Deadline: November 16th: Begin Cardboard Chair Critique
This week: Everyone learns the drill, the miter saw + box, the band saw, and the drill press. Everyone learns the fundamentals of pre-drilling, choosing the right screw, clamping, and the murphy’s oil trick.
Discuss designs: individual meetings, group talks
Discuss strategies: dividing the group into “stations” with factory-like precision.
Paul Matthew Watkins presents:
Tuesday, November 24th at 12pm
Location: Shed Space in the Sculpture Yard
(refreshments will be served)
Join us as we celebrate the conclusion of Paul Matthew Watkins’ 4090 project in Sculpture with an exhibition entitled KNOTS. For this show, Matt will be exhibiting a series of sculptural knots and sculpture inspired by knots. This series takes knot concepts from advanced mathematics into the topological realm of sculpture. Mathematicians study knots which consist of crossings, chirality, and projections. Matt considers the knot’s most primal quality using the space that curves occupy in 3D space. He also equally considers the spaces that they are not occupying. With this series Matt takes the mathematical concept of a line without width and creates tangible objects. Perhaps most importantly, he asks the viewer to consider knots as both fact and fragment.
This show will be exhibited in the Sculpture Area Shed Space for one day only.
A statement by the artist:
While moving into my upper level undergraduate studies, knot theory has become an intriguing topic. This work is quite blatantly inspired by theoretical images I observed. With this project I sought to make abstract ideas tangible and to introduce knot theory to people typically uninterested in math.
About the artist:
Matt Watkins is an undergraduate math/art student currently studying at Austin Peay State University. He favors no particular thing. He is mostly interested in just being outside of what should be favored. He is inspired by math, magic, and messing things up.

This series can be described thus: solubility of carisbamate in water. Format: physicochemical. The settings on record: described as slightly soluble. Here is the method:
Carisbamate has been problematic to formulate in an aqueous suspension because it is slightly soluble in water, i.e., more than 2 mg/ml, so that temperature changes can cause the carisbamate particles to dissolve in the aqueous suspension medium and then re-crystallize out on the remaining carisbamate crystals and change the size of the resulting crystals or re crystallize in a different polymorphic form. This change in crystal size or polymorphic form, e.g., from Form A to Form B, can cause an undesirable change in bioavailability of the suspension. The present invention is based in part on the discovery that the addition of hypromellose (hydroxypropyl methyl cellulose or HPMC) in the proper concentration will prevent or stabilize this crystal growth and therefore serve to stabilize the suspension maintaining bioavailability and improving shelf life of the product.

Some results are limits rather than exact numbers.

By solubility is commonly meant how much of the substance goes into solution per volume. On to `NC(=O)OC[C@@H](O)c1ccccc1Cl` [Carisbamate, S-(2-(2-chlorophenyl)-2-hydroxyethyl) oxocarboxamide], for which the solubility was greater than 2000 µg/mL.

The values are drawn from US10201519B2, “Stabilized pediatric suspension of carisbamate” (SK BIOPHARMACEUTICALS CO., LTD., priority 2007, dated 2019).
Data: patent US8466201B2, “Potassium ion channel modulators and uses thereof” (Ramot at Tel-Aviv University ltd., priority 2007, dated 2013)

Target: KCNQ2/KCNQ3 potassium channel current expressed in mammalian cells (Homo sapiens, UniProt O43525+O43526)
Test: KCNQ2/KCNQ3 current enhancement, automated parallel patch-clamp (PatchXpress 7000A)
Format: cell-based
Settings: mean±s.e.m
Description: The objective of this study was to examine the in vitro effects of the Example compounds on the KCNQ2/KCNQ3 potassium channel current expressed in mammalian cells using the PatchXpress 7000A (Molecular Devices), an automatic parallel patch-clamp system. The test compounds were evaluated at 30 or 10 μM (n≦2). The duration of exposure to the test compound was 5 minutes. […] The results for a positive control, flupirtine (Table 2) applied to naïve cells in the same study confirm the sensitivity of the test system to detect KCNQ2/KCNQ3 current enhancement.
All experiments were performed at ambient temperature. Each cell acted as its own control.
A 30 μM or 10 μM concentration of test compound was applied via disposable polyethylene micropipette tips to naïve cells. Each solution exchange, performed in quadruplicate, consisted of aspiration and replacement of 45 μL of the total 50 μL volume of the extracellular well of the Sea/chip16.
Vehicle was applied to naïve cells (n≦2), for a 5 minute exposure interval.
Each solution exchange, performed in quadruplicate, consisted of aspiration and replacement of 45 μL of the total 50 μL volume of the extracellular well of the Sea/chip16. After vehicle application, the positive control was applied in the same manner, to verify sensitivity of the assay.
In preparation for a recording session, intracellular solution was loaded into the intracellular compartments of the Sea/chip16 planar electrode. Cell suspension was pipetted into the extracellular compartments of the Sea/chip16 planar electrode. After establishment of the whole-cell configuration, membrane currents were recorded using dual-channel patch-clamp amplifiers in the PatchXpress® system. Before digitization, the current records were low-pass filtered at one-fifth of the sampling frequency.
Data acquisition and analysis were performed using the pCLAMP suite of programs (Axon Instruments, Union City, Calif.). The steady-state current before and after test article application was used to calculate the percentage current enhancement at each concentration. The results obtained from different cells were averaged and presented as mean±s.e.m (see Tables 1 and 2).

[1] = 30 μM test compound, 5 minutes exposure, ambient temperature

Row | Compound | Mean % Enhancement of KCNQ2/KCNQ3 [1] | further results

Sondra Perry makes performance, videos, and works as a “data generator” and “free creative laboror” at “The Internet”. Perry has exhibited in group shows at the Seattle Art Museum, Seattle, Washington, MoMA PS1, Queens, New York, and the Studio Museum in Harlem, Harlem, New York.
The artist has participated in residencies at the Skowhegan School of Painting and Sculpture, Vermont Studio Center, Ox-Bow School of Art and Artists’ Residency, the Experimental Television Center, and is currently an artist in residence at the prestigious CORE Residency Program at the Glassell School of Art at the Museum of Fine Arts, Houston.
Perry received a BFA from the New York State College of Ceramics at Alfred University in 2012 and a MFA from “an expensive New York art school causing gentrification in Harlem” in 2015
To describe her work, Sondra Perry manifests paraspaces, a term coined by science fiction author Samuel Delany, meaning a ‘space’ existing parallel to the normal or ordinary, through performance and video. These paraspaces are phantom and twilight zones, her grandma’s attic, and corners behind bookshelves where dead skin cells, lost candy corn, and little black girls find their autonomy. In these spaces, she and the viewer explore how imaging, visual languages, and digital literacy structure identity and representation in the virtual and physical realms.